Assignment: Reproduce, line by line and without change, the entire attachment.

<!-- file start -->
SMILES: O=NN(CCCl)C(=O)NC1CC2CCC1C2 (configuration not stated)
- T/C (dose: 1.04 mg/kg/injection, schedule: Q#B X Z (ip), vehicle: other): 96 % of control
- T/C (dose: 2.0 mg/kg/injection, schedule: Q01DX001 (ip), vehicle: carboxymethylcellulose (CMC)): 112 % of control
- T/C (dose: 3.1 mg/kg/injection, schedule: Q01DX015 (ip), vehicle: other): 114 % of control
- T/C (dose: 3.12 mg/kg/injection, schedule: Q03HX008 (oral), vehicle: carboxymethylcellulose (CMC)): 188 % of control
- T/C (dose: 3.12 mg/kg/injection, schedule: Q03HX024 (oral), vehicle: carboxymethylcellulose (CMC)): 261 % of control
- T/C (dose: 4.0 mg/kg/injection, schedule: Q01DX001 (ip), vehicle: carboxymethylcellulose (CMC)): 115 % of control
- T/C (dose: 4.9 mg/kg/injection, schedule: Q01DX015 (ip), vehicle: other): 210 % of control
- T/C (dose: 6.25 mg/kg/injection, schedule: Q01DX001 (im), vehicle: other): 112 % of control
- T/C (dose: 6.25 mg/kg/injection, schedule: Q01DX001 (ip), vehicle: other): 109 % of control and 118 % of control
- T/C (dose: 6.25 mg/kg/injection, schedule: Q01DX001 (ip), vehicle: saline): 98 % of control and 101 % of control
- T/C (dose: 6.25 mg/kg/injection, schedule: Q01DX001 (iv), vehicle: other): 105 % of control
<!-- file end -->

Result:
SMILES: O=NN(CCCl)C(=O)NC1CC2CCC1C2 (configuration not stated)
- T/C (dose: 1.04 mg/kg/injection, schedule: Q#B X Z (ip), vehicle: other): 96 % of control
- T/C (dose: 2.0 mg/kg/injection, schedule: Q01DX001 (ip), vehicle: carboxymethylcellulose (CMC)): 112 % of control
- T/C (dose: 3.1 mg/kg/injection, schedule: Q01DX015 (ip), vehicle: other): 114 % of control
- T/C (dose: 3.12 mg/kg/injection, schedule: Q03HX008 (oral), vehicle: carboxymethylcellulose (CMC)): 188 % of control
- T/C (dose: 3.12 mg/kg/injection, schedule: Q03HX024 (oral), vehicle: carboxymethylcellulose (CMC)): 261 % of control
- T/C (dose: 4.0 mg/kg/injection, schedule: Q01DX001 (ip), vehicle: carboxymethylcellulose (CMC)): 115 % of control
- T/C (dose: 4.9 mg/kg/injection, schedule: Q01DX015 (ip), vehicle: other): 210 % of control
- T/C (dose: 6.25 mg/kg/injection, schedule: Q01DX001 (im), vehicle: other): 112 % of control
- T/C (dose: 6.25 mg/kg/injection, schedule: Q01DX001 (ip), vehicle: other): 109 % of control and 118 % of control
- T/C (dose: 6.25 mg/kg/injection, schedule: Q01DX001 (ip), vehicle: saline): 98 % of control and 101 % of control
- T/C (dose: 6.25 mg/kg/injection, schedule: Q01DX001 (iv), vehicle: other): 105 % of control